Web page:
Great Boxers - Gene Tunney
Born 15th May, 1898 in the Old Greenwich village section of New York, Gene Tunney was a college man, seen by many as an "upper-class snob", who the public never accepted. He quoted, "I have not made a single friend since becoming champion." However, Tunney was brought up in a normal environment, not poverty stricken, but not significantly wealthy either. Growing up, he studied hard but did what others his age did, such as outdoor sports and using his fists when he needed to.
Becoming an all-round athlete at St. Veronica's school, he graduated and became a law student at New York University. Although Tunney joined the marines when enlisted for World War II, he had fought five professional preliminary fights already. After becoming known in his neighbourhood as a tough fighter, he was soon noticed by Billy Jacobs. Although his career was postponed by the war, in the marines, he realised his potential, winning the heavyweight company championship. He became determined to turn pro, observing Jack Dempsey and feeling he wasn't getting the recognition he deserved. Having defeated Harry Greb, Tommy Gibbons and Battling Levinsky, he became the American light heavyweight champion.
After 17 bouts without a loss, he prepared for his showdown with the heavyweight king, Jack Dempsey. Sesquicentennial Stadium on 23rd September 1926 was packed with a crowd of 120,757 to see one of the most anticipated sporting events in history. Although Dempsey was on the constant attack, Tunney took advantage of the rain making the canvas in the ring wet, hindering Dempsey. Having opened a gash near Dempsey's left eye by the final bell, Tunney became the champion by unanimous decision. At that time he was the better boxer, quicker and younger. Dempsey's reply to his wife when she asked him why he lost, "Honey, I forgot to Duck!"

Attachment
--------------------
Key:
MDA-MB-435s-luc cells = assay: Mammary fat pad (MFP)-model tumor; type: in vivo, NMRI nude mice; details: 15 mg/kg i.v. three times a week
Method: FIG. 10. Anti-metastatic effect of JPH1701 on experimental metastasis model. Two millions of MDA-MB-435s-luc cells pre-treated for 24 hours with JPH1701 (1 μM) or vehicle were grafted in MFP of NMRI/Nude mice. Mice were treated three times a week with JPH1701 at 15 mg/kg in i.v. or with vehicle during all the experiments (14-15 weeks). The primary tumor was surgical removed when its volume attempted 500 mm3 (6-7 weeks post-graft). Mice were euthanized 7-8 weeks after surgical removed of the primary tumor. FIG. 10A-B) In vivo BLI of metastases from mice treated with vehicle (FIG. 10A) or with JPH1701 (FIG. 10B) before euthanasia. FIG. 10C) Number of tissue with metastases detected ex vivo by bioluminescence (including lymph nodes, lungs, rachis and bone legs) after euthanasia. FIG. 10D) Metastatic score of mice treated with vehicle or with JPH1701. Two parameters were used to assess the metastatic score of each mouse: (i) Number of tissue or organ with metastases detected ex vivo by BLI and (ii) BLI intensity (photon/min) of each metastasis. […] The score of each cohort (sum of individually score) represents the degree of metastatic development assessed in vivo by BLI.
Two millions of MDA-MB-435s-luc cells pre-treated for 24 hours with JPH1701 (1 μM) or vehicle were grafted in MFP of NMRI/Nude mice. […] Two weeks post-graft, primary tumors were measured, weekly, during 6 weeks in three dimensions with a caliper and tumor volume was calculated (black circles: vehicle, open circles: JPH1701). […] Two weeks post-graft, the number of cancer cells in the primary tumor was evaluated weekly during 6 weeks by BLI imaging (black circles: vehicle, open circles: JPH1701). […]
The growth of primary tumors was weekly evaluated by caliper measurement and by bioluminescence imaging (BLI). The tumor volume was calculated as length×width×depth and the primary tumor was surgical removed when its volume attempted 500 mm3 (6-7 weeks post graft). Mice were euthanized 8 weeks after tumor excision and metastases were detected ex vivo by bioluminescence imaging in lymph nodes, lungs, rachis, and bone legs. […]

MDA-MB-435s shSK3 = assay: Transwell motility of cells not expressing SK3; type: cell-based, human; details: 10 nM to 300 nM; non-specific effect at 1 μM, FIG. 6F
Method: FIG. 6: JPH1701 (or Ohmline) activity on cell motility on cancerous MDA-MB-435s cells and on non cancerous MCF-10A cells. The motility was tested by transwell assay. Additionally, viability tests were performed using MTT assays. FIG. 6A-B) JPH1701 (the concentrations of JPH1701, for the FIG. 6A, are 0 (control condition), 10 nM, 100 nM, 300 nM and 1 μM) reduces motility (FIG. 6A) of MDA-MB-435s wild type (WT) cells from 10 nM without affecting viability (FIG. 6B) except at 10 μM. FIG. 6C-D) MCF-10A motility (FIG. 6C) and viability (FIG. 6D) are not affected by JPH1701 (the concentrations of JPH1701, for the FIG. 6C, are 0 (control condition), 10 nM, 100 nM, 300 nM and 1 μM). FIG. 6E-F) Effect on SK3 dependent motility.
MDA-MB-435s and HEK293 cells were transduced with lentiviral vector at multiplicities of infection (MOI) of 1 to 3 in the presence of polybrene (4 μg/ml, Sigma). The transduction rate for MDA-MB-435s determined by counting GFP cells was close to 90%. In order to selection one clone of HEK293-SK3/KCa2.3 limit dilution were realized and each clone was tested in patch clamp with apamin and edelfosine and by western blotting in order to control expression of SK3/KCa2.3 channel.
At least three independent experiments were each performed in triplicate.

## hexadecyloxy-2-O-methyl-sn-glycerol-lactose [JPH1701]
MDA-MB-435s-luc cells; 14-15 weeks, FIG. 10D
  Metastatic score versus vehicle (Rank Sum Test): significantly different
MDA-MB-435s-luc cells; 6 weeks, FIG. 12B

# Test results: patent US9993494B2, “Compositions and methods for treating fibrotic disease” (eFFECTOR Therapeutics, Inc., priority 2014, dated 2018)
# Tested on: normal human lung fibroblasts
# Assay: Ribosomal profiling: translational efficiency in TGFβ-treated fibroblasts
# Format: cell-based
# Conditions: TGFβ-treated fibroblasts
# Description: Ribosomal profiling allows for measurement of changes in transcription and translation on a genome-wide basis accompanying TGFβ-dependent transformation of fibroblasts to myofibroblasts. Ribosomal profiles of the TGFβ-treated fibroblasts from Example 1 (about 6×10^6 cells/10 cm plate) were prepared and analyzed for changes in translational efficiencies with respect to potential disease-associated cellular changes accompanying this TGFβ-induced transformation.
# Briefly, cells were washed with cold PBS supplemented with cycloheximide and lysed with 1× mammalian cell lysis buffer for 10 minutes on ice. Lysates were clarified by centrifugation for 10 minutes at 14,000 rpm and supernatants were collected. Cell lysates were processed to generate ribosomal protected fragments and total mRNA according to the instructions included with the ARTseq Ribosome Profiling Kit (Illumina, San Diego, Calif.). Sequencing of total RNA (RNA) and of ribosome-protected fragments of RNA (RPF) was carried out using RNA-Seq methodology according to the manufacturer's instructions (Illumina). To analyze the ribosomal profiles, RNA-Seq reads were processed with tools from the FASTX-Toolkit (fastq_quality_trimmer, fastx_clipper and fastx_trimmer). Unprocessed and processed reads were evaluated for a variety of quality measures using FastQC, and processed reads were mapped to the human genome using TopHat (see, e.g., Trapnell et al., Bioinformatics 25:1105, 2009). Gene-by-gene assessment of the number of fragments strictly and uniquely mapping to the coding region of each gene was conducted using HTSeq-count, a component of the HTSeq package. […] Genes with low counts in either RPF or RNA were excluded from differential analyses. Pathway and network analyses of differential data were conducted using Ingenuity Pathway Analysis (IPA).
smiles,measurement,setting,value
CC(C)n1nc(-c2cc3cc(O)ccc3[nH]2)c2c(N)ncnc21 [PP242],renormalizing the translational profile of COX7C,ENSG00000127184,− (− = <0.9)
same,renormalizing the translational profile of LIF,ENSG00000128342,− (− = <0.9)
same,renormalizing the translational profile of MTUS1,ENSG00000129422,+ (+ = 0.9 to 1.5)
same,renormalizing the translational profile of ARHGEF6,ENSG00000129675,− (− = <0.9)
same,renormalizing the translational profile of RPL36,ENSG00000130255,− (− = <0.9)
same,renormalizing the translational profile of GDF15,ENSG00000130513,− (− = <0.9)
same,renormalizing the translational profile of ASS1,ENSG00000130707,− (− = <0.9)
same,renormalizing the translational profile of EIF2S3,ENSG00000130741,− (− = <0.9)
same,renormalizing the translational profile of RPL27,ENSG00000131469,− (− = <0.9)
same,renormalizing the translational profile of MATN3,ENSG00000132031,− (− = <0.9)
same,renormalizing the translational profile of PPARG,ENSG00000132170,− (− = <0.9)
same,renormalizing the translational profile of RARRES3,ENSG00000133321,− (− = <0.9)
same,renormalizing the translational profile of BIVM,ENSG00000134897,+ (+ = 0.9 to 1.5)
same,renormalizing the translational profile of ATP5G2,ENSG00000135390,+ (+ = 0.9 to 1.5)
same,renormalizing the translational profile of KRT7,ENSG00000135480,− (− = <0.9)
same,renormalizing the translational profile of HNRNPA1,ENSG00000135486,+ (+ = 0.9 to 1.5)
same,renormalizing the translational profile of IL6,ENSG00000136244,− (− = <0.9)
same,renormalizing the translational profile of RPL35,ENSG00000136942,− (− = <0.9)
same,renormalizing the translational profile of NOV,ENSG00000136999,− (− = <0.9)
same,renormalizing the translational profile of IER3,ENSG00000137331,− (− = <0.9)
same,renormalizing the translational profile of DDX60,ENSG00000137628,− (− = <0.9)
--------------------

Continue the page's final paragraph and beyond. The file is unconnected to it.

Having defeated Dempsey twice, Tunney retired a millionaire at the age of 30. He was the only heavyweight champion ever to give up his title still undefeated. Tunney stood 6'0", weighing 192lbs. Known as the "Fighting Marine", he was never actually knocked out and only lost one of 76 fights.
Planning his fights step-by-step, he had tremendous courage and determination. He was possibly the greatest pure boxer among heavyweights, but could also punch. He was devoted to fitness and always in great shape. He was however always unpopular, especially for winning the title from Dempsey and choosing circles of friends such as writers and professors, those who were prominent socially.Fighting from 1915-1928, Tunney's record stands at 77 wins, 1 loss, 3 draws and 45 knockouts. There is no doubt that he was one of the most underrated champions in history.